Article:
Kenyan riot police fired tear gas at demonstrators gathered in Nairobi on Monday for a day of action called by the opposition to protest the country’s punishing cost of living crisis.
The government of President William Ruto has vowed to take a tough stance on the protests, which opposition leader Raila Odinga has said will take place despite the lack of police authorization.
Demonstrators also threw rocks at anti-riot police outside government offices in the capital, and about two dozen people were arrested, including two opposition MPs, according to witnesses.
We will be here until they run out of tear gas,” said Markings Nyamweya, a 27-year-old protester. Demonstrators also set fire to tyres in Kibera, Nairobi’s largest slum, according to AFP journalists.
“I want Kenyans to come out in large numbers and express their dissatisfaction with what is happening in our country,” Odinga, who narrowly lost the election to Ruto last year, told supporters on Sunday.
Kenyans are suffering from rising food prices, a sharp drop in the local shilling against the US dollar, and a record drought that has left millions hungry.
“We came here peacefully, but they tear-gassed us,” said 21-year-old Charles Oduor. “Every day, they deceive us. Where is the low-cost maize flour that was promised? Where are the promised jobs for the youth? They only hire their friends.”
Nairobi police chief Adamson Bungei said on Sunday that police received requests to hold two demonstrations only late Saturday and early Sunday, despite the fact that public rallies typically require three days’ notice. “Neither has been granted for public safety,” he said.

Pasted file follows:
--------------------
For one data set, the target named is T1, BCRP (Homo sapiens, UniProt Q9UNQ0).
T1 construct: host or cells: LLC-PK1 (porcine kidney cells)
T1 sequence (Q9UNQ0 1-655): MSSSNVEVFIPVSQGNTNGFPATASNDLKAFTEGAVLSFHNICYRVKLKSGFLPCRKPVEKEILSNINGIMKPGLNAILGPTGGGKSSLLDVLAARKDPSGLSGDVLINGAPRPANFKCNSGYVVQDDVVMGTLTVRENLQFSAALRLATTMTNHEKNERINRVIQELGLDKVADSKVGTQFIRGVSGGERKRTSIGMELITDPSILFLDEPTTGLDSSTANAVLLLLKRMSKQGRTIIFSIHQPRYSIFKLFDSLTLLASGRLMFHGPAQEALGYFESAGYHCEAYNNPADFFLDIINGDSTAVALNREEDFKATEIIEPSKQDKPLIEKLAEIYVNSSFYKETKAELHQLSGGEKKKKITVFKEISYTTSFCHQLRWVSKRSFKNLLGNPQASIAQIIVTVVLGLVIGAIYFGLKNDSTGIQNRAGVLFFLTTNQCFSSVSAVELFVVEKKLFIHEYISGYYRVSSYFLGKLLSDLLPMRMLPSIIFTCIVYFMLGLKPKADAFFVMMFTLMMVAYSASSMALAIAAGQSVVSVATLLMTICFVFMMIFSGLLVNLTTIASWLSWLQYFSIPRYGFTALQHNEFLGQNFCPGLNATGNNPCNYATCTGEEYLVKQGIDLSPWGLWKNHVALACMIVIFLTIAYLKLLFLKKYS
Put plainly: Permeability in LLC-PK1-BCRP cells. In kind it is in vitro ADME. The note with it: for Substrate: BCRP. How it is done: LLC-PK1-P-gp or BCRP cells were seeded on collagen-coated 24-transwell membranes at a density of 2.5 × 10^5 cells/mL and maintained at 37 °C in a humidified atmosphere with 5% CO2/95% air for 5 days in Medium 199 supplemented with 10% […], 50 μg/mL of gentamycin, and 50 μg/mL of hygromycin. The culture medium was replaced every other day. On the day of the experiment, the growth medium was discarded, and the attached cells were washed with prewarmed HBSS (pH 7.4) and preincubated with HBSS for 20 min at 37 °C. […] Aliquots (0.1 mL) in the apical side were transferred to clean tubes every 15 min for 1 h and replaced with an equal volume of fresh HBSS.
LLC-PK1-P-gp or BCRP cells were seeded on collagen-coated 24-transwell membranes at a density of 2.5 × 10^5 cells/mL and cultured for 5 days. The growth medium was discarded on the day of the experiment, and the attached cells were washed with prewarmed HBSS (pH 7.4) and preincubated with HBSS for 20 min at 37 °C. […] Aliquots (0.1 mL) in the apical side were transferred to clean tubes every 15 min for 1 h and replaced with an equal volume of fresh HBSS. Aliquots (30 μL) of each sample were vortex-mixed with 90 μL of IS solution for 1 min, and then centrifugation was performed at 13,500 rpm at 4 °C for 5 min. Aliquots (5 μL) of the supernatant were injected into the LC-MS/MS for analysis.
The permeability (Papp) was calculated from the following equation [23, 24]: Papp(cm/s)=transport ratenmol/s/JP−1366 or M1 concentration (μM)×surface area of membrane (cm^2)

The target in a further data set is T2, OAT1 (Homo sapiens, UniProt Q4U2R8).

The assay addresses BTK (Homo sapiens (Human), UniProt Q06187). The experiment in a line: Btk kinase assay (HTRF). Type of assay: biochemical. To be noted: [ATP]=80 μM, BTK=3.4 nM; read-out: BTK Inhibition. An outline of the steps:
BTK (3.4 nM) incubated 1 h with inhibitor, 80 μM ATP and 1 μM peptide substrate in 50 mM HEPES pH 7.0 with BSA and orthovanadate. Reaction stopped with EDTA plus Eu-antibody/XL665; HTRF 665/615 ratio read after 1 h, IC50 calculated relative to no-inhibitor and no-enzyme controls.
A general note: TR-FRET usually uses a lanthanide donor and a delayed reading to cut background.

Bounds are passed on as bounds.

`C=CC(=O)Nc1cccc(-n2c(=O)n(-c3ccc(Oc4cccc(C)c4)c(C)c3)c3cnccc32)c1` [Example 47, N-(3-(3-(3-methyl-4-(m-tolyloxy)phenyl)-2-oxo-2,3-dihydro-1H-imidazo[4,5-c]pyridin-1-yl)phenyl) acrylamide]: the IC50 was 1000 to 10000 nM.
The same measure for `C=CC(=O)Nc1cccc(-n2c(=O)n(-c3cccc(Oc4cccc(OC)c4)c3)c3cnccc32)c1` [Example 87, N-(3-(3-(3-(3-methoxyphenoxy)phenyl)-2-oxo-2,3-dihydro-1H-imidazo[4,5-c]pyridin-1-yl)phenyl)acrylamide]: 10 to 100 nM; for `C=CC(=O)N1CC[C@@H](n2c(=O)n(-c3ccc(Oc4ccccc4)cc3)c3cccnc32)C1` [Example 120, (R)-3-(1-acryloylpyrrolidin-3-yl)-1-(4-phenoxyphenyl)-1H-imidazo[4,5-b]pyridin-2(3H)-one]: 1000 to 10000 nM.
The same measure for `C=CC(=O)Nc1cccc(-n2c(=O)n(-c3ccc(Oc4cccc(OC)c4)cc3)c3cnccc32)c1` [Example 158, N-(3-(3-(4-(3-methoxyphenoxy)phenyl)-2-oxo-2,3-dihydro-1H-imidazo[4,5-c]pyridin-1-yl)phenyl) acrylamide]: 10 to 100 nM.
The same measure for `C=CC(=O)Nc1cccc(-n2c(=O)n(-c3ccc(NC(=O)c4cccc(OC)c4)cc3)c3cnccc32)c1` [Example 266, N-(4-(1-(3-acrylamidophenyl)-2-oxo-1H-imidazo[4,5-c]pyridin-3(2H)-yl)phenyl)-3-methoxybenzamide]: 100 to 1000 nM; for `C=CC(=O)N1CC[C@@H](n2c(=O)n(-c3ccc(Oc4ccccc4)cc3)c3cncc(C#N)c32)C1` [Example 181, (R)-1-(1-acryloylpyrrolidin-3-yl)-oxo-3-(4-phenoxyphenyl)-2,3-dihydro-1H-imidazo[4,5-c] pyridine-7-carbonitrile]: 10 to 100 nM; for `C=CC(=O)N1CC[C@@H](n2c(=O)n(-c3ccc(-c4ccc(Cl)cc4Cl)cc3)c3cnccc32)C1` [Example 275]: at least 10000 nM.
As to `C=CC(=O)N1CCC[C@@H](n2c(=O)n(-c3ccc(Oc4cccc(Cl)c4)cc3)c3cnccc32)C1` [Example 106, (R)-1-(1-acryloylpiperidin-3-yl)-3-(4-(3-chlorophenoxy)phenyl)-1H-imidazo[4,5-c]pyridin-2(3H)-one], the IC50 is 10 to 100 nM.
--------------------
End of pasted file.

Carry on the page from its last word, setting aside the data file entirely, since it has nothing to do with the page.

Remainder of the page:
The cost of living is skyrocketing.’
On Sunday, Interior Minister Kithure Kindiki warned that anyone inciting public disorder or disturbing the peace would face criminal charges.
“Day of the showdown,” declared the headline in Kenya’s The Standard newspaper on Monday. Many Nairobi businesses were closed ahead of the protests, and some employers told their employees to work from home.
Odinga stated that he called the protests in response to the “skyrocketing” cost of living and the “stolen” election last August. “Since Mr Ruto’s inauguration six months ago, he has continued to run the country with a lot of contempt,” he said, citing the high cost of basic necessities such as fuel, cooking oil, school fees, and electricity.
Odinga, leader of the Azimio la Umoja party, has long protested that the August election was fraudulent and denounced Ruto’s government as “illegitimate”.
According to official results, Odinga, who was running for president for the fifth time, was defeated by Ruto by around 233,000 votes, one of the narrowest margins in the country’s history.
The Supreme Court dismissed his appeals, with its judges unanimously ruling in favour of Ruto, finding no evidence to support Odinga’s allegations.
Ruto, for his part, declared that the opposition demonstrations would not intimidate him, saying, “You are not going to threaten us with ultimatums, chaos, and impunity.” “We will not allow that,” he said, calling on Odinga to act in a “legal and constitutional manner”.